There's an old saying that goes, "you win some, you lose some and sometimes it's a draw". This deal fell into the "you lose some" category.
Some deals are just difficult (see Condo From Hell), but they get done. Every once in a rare while, some deals just don't get done. This was one of those.
This started out normally. It was a nice property in a nice area. We had negotiated great terms with the seller. We found a nice tenant/buyer, a couple with a few kids and dogs, who were thrilled with the chance to eventually own their home. The seller was happy we had found someone so quickly to assign our contract to. All seemed fine.
Lesson: When everything seems the smoothest, worry the most.
The seller needed about 30 days to move out, which was perfect as the new tenant/buyers needed about 3 weeks for the rest of their funds to become available.
We had the credit application filled out and picked up a substantial deposit from the tenant/buyer. We sent the assignment form and addendum to the sellers for signature. They signed and returned both. All was ready. We just needed to wait for the tenant/buyers' funds to become available. Now the problems started.
Sometime during the three week wait the seller and tenant/buyer starting talking to each other. They were apparently feeding each others buyer/seller remorse. Having these two parties talking to each other is not always a good idea. Usually nothing bad happens, but in this case it helped blow the deal.
Also during this time, the seller had some family problems, the wife of the tenant/buyer needed surgery, which they knew about before taking the property. Our feeling was that the surgery was more severe than anticipated and that this was a contributing factor.
Another factor, the tenant/buyer arranged and did the final walk through with the homeowner, without calling us. During the walk through he told the homeowner he could sell their property. While this is technically correct, an explanation of how this can be done needs to be made. He just left it at that.
Well, the seller calls us in a panic thinking their house can be sold out from under them. It can't. It took us over an hour to calm her down and explain how this could be done. And even if done, the seller receives all her money, so she had nothing to worry about. However, this presented another problem to overcome. We left it with the seller that we would contact the tenant/buyer to set up a time the following week to pick up the balance of the funds and formally assign over the contract.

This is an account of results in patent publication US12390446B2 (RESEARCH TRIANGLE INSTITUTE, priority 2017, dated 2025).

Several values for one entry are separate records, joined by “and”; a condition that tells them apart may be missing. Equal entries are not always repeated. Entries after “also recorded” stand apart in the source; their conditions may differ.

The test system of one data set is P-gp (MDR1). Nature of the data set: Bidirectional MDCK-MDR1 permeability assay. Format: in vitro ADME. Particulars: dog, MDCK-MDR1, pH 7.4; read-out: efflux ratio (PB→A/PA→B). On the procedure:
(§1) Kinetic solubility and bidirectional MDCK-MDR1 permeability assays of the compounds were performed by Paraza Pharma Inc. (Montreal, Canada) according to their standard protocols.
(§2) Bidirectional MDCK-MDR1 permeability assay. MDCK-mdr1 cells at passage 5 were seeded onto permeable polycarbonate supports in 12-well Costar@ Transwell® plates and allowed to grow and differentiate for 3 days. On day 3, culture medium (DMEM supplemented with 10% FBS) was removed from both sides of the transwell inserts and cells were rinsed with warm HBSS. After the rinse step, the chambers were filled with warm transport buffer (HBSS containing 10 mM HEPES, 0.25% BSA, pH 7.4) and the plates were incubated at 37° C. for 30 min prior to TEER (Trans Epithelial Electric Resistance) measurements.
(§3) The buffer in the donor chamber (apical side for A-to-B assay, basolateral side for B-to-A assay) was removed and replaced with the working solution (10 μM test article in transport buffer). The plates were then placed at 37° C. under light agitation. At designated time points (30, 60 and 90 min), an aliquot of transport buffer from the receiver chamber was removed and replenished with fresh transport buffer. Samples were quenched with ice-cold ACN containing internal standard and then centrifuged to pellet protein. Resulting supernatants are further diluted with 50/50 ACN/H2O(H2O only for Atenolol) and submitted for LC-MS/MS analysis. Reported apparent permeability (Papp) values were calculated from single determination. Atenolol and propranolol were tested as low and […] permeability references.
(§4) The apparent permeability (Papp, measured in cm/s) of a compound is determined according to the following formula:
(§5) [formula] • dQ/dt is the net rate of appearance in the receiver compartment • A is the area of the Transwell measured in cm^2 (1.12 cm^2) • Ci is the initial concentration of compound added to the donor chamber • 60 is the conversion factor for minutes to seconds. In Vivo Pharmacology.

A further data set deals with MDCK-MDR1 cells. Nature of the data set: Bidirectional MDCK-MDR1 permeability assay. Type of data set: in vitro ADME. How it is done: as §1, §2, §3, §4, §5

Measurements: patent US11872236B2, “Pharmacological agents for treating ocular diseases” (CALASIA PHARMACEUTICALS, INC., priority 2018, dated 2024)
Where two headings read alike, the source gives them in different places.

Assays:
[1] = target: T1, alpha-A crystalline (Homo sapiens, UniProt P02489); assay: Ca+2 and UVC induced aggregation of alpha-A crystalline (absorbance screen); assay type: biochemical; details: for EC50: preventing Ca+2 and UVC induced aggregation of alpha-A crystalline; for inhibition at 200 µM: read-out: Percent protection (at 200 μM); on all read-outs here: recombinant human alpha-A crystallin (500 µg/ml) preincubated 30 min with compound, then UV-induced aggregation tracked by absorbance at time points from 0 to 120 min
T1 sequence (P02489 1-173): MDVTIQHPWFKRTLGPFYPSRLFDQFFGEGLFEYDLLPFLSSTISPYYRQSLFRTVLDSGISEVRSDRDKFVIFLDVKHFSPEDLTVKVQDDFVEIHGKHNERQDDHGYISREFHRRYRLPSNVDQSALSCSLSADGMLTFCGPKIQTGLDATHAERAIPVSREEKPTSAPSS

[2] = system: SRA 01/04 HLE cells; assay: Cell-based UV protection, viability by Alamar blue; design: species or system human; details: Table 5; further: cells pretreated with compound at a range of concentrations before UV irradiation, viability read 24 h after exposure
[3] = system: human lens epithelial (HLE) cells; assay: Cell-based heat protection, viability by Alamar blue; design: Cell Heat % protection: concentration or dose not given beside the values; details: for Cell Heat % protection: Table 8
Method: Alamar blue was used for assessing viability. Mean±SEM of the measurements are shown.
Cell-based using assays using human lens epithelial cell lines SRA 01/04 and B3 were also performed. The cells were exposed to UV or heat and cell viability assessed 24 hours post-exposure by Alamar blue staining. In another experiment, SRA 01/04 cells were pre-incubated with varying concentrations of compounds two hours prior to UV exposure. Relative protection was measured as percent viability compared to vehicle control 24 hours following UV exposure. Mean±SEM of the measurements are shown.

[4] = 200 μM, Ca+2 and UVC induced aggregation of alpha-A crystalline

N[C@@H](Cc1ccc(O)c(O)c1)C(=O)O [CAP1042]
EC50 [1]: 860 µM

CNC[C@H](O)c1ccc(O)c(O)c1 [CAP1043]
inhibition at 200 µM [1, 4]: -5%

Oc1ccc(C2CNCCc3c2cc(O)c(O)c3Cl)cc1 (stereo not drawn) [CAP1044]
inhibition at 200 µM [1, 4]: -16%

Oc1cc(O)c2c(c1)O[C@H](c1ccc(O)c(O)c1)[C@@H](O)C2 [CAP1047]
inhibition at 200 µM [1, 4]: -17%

We called the tenant/buyer, set the date and time and relayed this information to the seller. Just about done, we thought.
Two days later we got a call from the seller, they're not selling, they changed their minds. We get a call from the tenant/buyer that the seller called him. We are now pulling out our hair.
The seller told us it was a mutual decision, the tenant/buyer said just that the seller wasn't going through with it. For a variety of reasons, we do tend to believe that this was a mutual decision. Remember what we said about the parties speaking to each other? This is why we don't like it.
We immediately offered to show the tenant/buyer another property, but because of the wife's surgery he said it would be better to wait a while. Red flag, he wanted out of the deal also, but didn't want to come out and say it.
We have time and expenses in the deal which we could lose through no fault of ours. Quiz time, what to do?
The seller breached the contract, we could of course sue. The tenant/buyer basically backed out the deal also; so does he deserve his deposit back?
We are firm believers that all things should be negotiated first if possible. We ran through our various options with the seller in a polite, but firm manner. She agreed to compensate us for our time and acknowledged that she was responsible for the return of the tenant/buyers' deposit.
Our worst case scenario in this deal was not getting compensated for our time, knowledge and energy. However, by using good contracts and assignment forms, we protected ourselves. We were able to turn a profit, smaller than originally thought, but a profit none the less.
The moral to this story is that even in the best of businesses a little rain must fall. But if structured correctly, those rain clouds can have a silver lining.
Lease Purchasing, don't you just love this business!
Copyright DeFiore Enterprises 2000
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